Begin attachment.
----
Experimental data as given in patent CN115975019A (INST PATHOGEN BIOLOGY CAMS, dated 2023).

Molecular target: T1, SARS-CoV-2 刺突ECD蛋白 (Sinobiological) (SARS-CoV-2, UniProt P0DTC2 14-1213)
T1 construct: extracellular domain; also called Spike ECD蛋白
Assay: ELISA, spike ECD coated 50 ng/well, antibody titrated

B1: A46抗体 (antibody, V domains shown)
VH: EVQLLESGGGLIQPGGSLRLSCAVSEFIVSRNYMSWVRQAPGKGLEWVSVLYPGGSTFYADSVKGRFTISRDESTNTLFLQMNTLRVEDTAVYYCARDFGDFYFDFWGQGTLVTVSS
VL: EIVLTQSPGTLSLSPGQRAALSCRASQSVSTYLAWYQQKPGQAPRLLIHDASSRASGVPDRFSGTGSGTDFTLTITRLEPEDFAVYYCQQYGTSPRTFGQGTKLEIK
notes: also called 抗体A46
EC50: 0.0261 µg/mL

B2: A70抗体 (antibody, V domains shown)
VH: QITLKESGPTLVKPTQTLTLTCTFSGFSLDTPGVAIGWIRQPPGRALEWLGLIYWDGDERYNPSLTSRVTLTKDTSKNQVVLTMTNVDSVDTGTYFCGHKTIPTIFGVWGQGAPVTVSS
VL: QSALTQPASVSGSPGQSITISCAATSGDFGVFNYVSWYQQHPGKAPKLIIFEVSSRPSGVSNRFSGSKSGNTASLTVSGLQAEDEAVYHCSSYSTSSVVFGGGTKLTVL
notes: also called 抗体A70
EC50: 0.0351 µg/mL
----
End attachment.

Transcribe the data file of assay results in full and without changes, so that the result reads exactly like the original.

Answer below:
Experimental data as given in patent CN115975019A (INST PATHOGEN BIOLOGY CAMS, dated 2023).

Molecular target: T1, SARS-CoV-2 刺突ECD蛋白 (Sinobiological) (SARS-CoV-2, UniProt P0DTC2 14-1213)
T1 construct: extracellular domain; also called Spike ECD蛋白
Assay: ELISA, spike ECD coated 50 ng/well, antibody titrated

B1: A46抗体 (antibody, V domains shown)
VH: EVQLLESGGGLIQPGGSLRLSCAVSEFIVSRNYMSWVRQAPGKGLEWVSVLYPGGSTFYADSVKGRFTISRDESTNTLFLQMNTLRVEDTAVYYCARDFGDFYFDFWGQGTLVTVSS
VL: EIVLTQSPGTLSLSPGQRAALSCRASQSVSTYLAWYQQKPGQAPRLLIHDASSRASGVPDRFSGTGSGTDFTLTITRLEPEDFAVYYCQQYGTSPRTFGQGTKLEIK
notes: also called 抗体A46
EC50: 0.0261 µg/mL

B2: A70抗体 (antibody, V domains shown)
VH: QITLKESGPTLVKPTQTLTLTCTFSGFSLDTPGVAIGWIRQPPGRALEWLGLIYWDGDERYNPSLTSRVTLTKDTSKNQVVLTMTNVDSVDTGTYFCGHKTIPTIFGVWGQGAPVTVSS
VL: QSALTQPASVSGSPGQSITISCAATSGDFGVFNYVSWYQQHPGKAPKLIIFEVSSRPSGVSNRFSGSKSGNTASLTVSGLQAEDEAVYHCSSYSTSSVVFGGGTKLTVL
notes: also called 抗体A70
EC50: 0.0351 µg/mL